Kajang still sizzles
KAJANG, famous for its delicious satay, has more to offer than the tasty meat skewers.
Located at the south of Kuala Lumpur, Kajang’s property market is gaining growth momentum. This is supported by its population growth. According to the Department of Statistics, Kajang’s population was close to 800,000 in 2010, or 15% of Selangor’s population of 5.4 million.
Kajang has been a popular choice for homebuyers looking for spacious property in the mid to affordable price range especially landed homes.
Compared with urban areas such as Kuala Lumpur and Petaling Jaya, residential properties in Kajang are definitely more affordable but prices have seen significant growth over the years.
According to TheEdgeProperty.com’s data, the average selling price of terraced houses in Kajang had climbed to RM303.75 psf in 2015 from RM260.50 psf in 2012, an increase of nearly 17%.
Property consultancy firm MacReal International Sdn Bhd founder Michael Kong says Kajang town has been growing exponentially on its own due to many positive factors. One is of course the upcoming Kajang-Sungai Buloh Mass Rapid Transit (MRT) Line.
“The MRT Line will give a further boost to the property values here as we expect demand to rise when it starts operating,” he tells TheEdgeProperty.com.
The 51km MRT Line which links Sungai Buloh in the northwest with Kajang in the southeast, is slated to be completed by 2017.
It will have 31 stations, including 16 with park-and-ride facilities and four interchange stations. Notably, there will be a park-and-ride facility located at the Kajang MRT station which connects to the Kajang KTM Komuter Station, which is an interchange station to the Seremban KTM Line.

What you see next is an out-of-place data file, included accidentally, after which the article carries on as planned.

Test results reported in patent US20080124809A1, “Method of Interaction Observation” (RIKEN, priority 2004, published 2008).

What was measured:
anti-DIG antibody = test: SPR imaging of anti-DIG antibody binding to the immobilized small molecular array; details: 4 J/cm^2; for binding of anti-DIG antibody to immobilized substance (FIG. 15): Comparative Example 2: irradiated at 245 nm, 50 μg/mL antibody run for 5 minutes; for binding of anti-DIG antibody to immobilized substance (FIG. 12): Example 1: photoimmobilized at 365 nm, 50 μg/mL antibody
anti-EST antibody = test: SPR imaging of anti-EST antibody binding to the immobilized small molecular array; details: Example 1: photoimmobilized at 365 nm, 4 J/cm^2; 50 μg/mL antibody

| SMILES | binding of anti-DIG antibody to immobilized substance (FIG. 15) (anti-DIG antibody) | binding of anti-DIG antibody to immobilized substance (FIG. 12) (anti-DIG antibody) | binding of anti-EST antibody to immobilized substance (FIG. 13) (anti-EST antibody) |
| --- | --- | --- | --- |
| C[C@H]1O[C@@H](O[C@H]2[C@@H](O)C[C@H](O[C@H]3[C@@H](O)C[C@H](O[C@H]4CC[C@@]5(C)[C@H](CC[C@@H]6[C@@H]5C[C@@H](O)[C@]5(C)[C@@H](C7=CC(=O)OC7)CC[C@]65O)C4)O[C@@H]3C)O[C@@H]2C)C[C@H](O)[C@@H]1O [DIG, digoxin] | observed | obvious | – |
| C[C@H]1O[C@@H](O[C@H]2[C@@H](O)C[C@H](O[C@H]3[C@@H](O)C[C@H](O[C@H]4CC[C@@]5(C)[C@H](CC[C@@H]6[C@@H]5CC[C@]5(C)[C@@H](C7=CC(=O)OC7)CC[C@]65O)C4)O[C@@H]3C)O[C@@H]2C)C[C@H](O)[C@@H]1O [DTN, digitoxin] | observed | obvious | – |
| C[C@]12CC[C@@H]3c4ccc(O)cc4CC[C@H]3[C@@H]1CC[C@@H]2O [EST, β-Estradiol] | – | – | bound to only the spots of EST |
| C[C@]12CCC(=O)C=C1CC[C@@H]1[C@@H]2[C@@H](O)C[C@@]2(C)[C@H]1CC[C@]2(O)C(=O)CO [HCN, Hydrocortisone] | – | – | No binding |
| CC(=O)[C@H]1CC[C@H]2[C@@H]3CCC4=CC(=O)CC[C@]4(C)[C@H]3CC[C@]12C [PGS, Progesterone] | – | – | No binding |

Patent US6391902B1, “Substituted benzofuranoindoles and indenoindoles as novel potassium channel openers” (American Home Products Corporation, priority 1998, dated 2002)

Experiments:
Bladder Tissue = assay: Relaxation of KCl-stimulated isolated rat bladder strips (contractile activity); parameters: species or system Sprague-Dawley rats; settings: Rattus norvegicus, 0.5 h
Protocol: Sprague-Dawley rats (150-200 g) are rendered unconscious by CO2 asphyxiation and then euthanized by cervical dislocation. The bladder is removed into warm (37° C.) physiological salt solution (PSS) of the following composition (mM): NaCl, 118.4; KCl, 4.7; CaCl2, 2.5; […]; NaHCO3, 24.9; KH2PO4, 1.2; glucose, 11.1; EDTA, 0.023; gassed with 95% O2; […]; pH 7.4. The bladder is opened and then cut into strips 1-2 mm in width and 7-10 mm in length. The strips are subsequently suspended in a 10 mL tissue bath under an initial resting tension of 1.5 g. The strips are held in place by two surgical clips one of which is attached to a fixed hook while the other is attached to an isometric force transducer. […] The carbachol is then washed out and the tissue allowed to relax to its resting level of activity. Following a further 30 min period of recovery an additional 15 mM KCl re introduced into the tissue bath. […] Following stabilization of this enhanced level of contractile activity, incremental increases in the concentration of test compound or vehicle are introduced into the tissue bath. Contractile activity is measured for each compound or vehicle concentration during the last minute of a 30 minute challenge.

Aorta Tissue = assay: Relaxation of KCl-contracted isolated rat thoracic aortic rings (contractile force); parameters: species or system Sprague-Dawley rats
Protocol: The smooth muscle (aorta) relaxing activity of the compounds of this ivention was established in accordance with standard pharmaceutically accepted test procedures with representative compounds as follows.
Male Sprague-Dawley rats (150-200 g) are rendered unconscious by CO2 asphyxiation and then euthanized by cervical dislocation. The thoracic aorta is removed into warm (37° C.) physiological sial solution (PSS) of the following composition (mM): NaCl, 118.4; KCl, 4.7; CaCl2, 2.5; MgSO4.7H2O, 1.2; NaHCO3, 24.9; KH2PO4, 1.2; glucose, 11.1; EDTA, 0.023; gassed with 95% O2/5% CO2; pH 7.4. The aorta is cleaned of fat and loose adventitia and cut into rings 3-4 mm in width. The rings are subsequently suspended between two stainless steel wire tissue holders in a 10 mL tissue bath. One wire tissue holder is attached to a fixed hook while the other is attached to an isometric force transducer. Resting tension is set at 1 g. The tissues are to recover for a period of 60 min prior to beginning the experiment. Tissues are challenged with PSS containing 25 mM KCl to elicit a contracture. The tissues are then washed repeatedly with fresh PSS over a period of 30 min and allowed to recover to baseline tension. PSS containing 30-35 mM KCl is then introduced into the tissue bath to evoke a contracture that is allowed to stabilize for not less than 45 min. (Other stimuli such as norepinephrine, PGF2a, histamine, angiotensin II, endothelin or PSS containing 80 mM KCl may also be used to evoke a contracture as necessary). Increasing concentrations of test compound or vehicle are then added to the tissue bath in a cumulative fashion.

Kajang is easily accessible via several major highways, including the Kajang Dispersal Link Expressway (SILK), the Cheras-Kajang highway, the North-South Expressway, the new South Klang Valley Expressway (SKVE) and the Kajang-Seremban Highway (LEKAS).
“Kajang is also in a unique and much enviable location. It is a short distance to major strategic and important places. For instance, it is situated less than a 15-minute drive from Putrajaya and Cyberjaya, and a 30 to 40-minute drive from the Kuala Lumpur city centre and the Kuala Lumpur International Airport,” offers Kong.
He notes that Kajang town is also supported by many local industries which have their operations in industrial estates such as in the Bukit Angkat Industrial Area, the Bandar Teknologi Kajang industrial precincts and other major industrial estates in the surrounding areas of Bangi and Semenyih.
Apart from this, the town is also close to numerous educational institutions such as New Era University College, Infrastructure University Kuala Lumpur, Universiti Kebangsaan Malaysia in Bangi, Universiti Putra Malaysia in Serdang, Nottingham University Malaysia campus in Semenyih, Universiti Tenaga Malaysia in Bangi and the German-Malaysian Institute in Kajang.